You should not return to your sport until:Your injury does not distract you with painYou can complete all drills and activities with proper form

6. Do: ice!ICE is your friend! Ice is an anti-inflammatory.For aches and pains after practice:ICE the area for 10-20 minutes after activityFor acute injuries:ICE for 10-15 minutes up to every 1-2 hours

TOO much ice for too long can lead to frostbite and blisteringHeat may be warranted if recommended by your doctor or trainer.Ibuprofen can help decrease inflammation after an injury, but should not be taken consistently for long periods of time, UNLESS recommended by your doctor.7. Do: be educated about concussionsConcussions can happen in ANY sport.You do not need to get hit in the head to suffer a concussion

If anyone suspects a concussion, the athlete should stop practice or the game immediately, and should not return to play that day.

Athletes: any hit or sudden movement to your head that causes pain, abnormal hearing or vision, feeling confused, off balance, or like you are moving in slow motion, or a sense that you cant remember how it happened

Parents and coaches: any event that causes the athlete to look like they have blacked-out, paused for too long after a fall to get up, look confused, cant hear you calling for them, are stumbling or look off-balance or have slowed reactionsHead injuries that require immediate attention:IF associated with:Blurry or Double visionDrainage from nose or earsSevere or worsening headacheConfusion or slurred speechPersistent vomitingAny numbness or weakness in arms or legsExtreme sleepiness or irritabilitySeizureMore than 30 seconds unconsciousWhat to do AFTER a concussion:Do: go see your childs Primary Care DoctorDo: encourage fluids and REST (both from physical activity and mental strain (TV, video games, texting)Do: Keep a symptom checklist DAILY

Follow-up weekly with your PCP

Check in with the Trainer about your childs progress

Communicate with your childs school about any restrictions

FLORIDA LAW has strict return to play guidelines once your child is no longer having symptoms. A licensed health care provider must sign that it is OK for your child to start a graded and scheduled return to activity. For ImPACT baseline testing (age >11yrs), or assistance with evaluation and management of concussions:

The Comprehensive Concussion Center atNemours Childrens Hospital407-650-7250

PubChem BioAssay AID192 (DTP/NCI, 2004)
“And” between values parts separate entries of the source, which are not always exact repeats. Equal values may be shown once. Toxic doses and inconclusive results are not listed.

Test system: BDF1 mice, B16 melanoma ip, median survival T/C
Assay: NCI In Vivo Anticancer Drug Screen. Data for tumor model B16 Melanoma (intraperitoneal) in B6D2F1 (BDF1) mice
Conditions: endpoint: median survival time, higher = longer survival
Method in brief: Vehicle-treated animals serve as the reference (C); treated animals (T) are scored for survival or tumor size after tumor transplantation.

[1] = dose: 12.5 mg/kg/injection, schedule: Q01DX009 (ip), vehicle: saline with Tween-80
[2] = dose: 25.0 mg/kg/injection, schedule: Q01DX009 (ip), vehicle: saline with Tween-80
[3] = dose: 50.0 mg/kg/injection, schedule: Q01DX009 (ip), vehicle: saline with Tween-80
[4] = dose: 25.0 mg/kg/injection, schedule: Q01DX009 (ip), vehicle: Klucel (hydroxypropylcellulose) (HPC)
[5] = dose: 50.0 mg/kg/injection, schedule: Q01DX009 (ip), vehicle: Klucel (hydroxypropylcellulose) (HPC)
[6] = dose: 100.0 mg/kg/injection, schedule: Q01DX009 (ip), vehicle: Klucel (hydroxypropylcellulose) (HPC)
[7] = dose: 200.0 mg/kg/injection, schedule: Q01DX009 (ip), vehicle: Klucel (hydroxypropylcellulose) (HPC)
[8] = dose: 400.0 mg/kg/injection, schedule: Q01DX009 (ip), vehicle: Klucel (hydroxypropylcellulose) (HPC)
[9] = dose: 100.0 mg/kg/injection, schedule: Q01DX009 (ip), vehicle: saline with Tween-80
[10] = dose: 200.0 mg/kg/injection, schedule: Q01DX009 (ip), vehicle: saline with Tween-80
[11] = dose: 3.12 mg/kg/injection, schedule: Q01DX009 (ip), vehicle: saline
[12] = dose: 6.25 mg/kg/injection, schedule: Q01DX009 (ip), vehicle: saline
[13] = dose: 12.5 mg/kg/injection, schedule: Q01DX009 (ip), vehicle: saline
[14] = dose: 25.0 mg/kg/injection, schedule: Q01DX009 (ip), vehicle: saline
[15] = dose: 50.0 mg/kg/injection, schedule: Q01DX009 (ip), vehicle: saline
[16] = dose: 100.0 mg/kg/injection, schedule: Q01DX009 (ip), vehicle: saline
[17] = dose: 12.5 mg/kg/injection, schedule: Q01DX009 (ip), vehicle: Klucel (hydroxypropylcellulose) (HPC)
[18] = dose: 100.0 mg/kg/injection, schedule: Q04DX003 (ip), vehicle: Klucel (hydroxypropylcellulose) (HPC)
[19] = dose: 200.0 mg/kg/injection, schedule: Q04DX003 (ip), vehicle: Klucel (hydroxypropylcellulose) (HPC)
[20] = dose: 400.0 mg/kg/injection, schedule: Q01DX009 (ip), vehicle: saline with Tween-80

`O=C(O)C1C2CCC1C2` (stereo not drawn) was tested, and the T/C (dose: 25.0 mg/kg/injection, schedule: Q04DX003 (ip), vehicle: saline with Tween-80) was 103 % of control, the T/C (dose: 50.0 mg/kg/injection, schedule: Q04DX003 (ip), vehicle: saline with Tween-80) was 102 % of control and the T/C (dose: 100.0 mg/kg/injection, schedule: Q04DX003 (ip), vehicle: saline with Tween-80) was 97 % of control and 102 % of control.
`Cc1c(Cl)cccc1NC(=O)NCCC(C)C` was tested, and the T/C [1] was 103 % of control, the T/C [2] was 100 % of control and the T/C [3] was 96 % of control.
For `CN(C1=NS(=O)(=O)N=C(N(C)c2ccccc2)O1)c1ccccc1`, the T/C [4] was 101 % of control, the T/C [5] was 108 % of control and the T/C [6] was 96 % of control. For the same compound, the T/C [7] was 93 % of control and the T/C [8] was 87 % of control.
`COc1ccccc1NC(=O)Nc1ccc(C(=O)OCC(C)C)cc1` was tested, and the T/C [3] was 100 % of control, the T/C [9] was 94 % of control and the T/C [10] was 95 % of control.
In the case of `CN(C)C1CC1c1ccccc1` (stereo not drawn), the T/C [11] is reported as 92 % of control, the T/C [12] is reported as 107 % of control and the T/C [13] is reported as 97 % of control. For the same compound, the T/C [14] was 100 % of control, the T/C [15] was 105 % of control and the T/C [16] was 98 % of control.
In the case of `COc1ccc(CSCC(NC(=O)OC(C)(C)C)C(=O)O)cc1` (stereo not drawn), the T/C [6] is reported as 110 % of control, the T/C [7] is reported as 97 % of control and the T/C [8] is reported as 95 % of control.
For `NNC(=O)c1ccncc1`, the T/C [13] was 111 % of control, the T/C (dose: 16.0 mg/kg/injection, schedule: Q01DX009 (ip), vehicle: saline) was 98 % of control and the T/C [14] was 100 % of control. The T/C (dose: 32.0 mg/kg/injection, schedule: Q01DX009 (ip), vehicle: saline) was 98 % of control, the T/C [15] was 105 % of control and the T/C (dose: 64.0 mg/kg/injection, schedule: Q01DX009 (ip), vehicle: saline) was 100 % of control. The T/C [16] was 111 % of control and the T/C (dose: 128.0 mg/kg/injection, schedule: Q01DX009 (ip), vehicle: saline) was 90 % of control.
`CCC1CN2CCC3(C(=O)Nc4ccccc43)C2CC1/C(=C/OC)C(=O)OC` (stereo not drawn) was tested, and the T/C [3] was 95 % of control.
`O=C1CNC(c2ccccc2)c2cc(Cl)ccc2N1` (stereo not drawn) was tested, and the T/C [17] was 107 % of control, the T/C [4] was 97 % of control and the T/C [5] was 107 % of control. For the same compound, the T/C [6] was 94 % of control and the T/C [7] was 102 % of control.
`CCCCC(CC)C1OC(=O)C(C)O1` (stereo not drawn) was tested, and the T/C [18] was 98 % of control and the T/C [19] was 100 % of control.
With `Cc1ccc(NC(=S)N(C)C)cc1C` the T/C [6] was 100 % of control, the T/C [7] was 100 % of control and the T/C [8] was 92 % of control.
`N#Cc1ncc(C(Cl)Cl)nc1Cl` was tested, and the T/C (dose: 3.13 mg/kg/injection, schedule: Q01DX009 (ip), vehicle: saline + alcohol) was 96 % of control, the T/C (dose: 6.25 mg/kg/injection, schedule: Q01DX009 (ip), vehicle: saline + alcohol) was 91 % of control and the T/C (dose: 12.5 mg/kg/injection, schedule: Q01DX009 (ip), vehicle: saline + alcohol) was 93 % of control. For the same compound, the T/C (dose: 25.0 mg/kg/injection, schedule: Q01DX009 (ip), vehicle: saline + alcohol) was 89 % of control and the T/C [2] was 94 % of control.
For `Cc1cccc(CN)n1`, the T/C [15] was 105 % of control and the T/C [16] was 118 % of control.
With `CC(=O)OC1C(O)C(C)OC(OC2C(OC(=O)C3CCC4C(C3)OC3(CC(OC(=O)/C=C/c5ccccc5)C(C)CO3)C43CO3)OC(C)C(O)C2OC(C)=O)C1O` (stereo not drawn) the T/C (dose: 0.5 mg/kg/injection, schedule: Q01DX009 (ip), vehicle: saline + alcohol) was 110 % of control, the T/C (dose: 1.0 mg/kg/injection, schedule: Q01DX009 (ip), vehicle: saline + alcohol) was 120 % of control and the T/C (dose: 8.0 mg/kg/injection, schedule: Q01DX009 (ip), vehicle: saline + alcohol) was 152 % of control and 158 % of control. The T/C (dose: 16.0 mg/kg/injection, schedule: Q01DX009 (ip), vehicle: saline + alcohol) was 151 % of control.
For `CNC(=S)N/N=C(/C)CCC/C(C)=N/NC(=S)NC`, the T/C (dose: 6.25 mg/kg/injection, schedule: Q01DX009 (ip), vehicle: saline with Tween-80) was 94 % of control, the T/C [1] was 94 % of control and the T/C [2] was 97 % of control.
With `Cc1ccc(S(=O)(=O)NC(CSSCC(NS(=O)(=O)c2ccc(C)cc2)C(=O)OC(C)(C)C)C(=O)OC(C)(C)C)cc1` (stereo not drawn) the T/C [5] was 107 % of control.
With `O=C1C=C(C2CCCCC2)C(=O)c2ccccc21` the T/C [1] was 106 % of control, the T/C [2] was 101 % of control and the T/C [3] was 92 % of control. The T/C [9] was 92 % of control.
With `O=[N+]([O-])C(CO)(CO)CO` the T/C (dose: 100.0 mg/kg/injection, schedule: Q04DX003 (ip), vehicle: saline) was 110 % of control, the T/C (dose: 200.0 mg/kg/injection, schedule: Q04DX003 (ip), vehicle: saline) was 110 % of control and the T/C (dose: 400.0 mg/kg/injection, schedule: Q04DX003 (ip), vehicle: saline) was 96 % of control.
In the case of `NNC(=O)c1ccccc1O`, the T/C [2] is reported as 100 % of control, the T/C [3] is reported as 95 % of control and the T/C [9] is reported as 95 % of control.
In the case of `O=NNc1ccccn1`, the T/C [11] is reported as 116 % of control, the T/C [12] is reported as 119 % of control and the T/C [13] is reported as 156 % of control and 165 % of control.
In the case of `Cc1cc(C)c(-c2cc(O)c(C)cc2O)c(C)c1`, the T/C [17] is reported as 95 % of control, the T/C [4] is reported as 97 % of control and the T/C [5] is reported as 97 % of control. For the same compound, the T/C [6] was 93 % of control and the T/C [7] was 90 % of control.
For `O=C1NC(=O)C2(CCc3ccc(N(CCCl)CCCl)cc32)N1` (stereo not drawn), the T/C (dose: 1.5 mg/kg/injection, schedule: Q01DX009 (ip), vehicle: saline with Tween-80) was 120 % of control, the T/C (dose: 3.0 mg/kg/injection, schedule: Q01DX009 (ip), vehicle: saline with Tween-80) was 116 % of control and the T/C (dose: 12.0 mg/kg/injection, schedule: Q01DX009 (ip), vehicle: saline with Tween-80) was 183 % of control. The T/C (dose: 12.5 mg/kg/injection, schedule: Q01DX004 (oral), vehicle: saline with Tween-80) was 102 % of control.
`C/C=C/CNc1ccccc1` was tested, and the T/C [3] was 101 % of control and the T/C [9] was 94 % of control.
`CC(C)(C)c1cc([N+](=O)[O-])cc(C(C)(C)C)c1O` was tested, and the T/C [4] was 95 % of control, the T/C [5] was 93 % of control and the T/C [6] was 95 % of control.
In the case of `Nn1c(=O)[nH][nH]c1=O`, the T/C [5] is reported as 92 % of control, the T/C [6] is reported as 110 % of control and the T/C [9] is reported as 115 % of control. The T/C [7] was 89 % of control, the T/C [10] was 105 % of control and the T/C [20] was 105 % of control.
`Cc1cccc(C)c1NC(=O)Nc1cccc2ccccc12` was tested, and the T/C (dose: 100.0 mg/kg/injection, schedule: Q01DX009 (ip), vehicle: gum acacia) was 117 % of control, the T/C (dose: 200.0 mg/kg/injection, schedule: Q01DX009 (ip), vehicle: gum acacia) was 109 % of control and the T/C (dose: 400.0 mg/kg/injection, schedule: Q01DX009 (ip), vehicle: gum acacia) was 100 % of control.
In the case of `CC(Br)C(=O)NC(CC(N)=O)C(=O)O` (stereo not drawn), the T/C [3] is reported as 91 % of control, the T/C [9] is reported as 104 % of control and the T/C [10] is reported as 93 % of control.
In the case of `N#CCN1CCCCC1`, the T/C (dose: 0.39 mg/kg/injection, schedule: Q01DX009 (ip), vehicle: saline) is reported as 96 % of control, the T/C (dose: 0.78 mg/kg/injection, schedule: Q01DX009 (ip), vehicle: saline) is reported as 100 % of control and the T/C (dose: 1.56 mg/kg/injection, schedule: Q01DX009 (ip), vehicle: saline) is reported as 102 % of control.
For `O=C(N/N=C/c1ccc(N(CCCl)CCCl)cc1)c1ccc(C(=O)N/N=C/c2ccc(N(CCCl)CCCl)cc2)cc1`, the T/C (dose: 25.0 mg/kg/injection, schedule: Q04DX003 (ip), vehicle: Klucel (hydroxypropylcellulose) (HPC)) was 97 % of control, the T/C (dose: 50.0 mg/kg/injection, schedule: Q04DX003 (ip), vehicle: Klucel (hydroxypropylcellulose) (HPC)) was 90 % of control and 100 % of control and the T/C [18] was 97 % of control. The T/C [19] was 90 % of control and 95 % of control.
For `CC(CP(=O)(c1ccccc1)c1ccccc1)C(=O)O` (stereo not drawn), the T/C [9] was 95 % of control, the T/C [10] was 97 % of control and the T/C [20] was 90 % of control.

8. Dont: cut weight or bulk up without a doctors adviceWeight Loss during a childs period of growth can be detrimental to their health . Risks include heart muscle atrophy, electrolyte imbalances, low bone density, and even brain atrophy.Adding weight or bulking-up is not an appropriate goal for pre-pubescent kids.The focus on weight or size at any age can lead to unhealthy eating patterns, obsession with body image, and ultimately eating disorders.Any supplements to aid in these processes should be checked for safety with your doctor.Focus should always be on healthy habits: including exercise, nutrition , hydration, and good sleep.9. Do: take a breakOur goal for young athletes should be to prevent: Over-use injuries, over-training, and burnout.Take a break from your sport:At least 1-2 days per weekANDAt least 2-3 months per yearEncourage participation on only ONE team at a time (or take into account their TOTAL time participating, instead of time for each team)Multi-sport athletes do best when their different sports have emphasis on different body parts

Brenner, Overuse injuries, Overtraining, and Burnout in Child and Adolescent Athletes, Pediatrics, 200710. DO: HAVE FUN!FOR THE ATHLETES: Sports can be challenging, but you should be having FUN at the end of the day!

Enjoy the time you get to spend with your teammates.

Appreciate the learning process and every little improvement you make.

Be proud of all the hard work you have put in to this sport!

Dont be afraid to try a NEW SPORT when the season is over.For parents: It is NOT all about performance.The Only SIX Words Parents Need to Say to Their Kids About Sports:


Before the Competition:Have Fun. Play Hard. I love you.

After the Competition:Did you have fun? Im proud of you. I love you.

From: What parents should say as their kid performs, Tim Elmore

For Coaches & Parents:Prior to adolescence, focus on:

Have funLearn SkillsLearn Teamwork

From the AAP Committee on Sports Medicine and Fitness

References & resources

QUESTIONs?Thank you! Have a fun & safe season! Go Lions!